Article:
Worms and Flowers

Debunking the D.G.

Posted in Peas by Lzyjo on May 28, 2009

Dwarf Grey Pea, that is.

Seed descriptions will lead you to believe a lot of things. They are a sales rap printed directly onto the product, or product page in the online store. They extol the virtues of their products to make sales, neglecting to mention any shortcomings, or perhaps inadvertently printing incorrect information.

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Here is a seed description for the Dwarf Grey Sugar Snap Pea from the Seed Savers Exchange. I have bold-faced certain keywords that I disagree with.

Introduced in 1892 by D. M. Ferry & Co. Broad palegreen 3-4″ pods are stringless and fiberfree; well suited for steaming or in stir-fry. Vines grow 24-30″ and do not require staking, beautiful purple blossoms. Edible podded, 60 days.

From my personal experience the second and third sentences are totally inaccurate. I’ll start with the plants. My shortest plants are over 37″ tall. That is almost one meter. They range from 37″ to the tallest one that is 50″ and still growing. In my humble opinion all peas can benefit from growing along a fence or other support. I would not attempt to grow Dwarf Greys without support.Photobucket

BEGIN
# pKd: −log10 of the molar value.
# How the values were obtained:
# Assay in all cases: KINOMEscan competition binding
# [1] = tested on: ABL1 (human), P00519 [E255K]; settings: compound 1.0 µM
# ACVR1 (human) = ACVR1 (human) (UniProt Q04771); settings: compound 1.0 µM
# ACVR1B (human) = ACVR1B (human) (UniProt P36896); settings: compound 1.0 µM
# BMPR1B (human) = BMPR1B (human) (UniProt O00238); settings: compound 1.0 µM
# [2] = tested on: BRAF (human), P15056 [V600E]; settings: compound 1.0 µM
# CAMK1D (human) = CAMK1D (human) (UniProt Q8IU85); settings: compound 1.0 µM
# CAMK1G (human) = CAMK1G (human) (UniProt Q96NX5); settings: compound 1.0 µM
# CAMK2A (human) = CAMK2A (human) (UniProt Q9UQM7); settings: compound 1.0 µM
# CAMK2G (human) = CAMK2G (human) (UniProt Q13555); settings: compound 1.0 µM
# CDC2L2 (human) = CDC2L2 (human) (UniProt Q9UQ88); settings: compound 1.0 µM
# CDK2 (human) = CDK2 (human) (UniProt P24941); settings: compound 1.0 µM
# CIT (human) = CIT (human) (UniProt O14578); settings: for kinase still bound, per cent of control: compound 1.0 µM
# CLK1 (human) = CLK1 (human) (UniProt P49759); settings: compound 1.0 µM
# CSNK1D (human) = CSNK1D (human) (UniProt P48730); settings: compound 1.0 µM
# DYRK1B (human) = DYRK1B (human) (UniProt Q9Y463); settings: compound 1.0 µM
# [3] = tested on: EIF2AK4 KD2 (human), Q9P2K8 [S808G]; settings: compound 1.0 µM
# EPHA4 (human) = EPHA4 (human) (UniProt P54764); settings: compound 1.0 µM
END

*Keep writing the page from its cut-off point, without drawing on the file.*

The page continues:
And about fiber free, they certainly are not! These peas are best when picked before the peas start swelling in the pod, approximately 2″-3″ long. I have many small pods that already have large peas in them and are very fibrous. The good news is they can be shelled and nothing goes to waste. This toughness may be partly attributed to root rot and/or fusarium wilt from the heavy rains and flooding combined with the compacted clay soil. The problem wasn’t bad enough to effect yields but symptoms were visible, yellowing bottom leaves and brittle stems. Truth be told, the first picture is at least two harvests, one that had been in the fridge.

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About the name Dwarf Grey, the plants are certainly are not dwarf, but like grapes, some fruits, and other peas, they have a white powdery coating on the pods that can easily be  buffed off, but makes it appear as if are slightly grey. This trait is more pronounced on older pods. After flowering the tiny pods are bright green.Photobucket

Enough ranting. There are a few good things about peas in general, Dwarf Greys included. The plants are pretty, the flowers are pretty, and the pods are pretty and delicious. They are fun to pick and eat fresh, enjoying the satisfying snapping explosion and the puff of air as the pods crack under tooth. The smell of the fresh pea pods is unmistakable. Peas are a delightful garden experience.

Next year and I plan on trying Oregon Giant or Oregon Sugar Pod II, which have 5″ long pods and are disease resistant.

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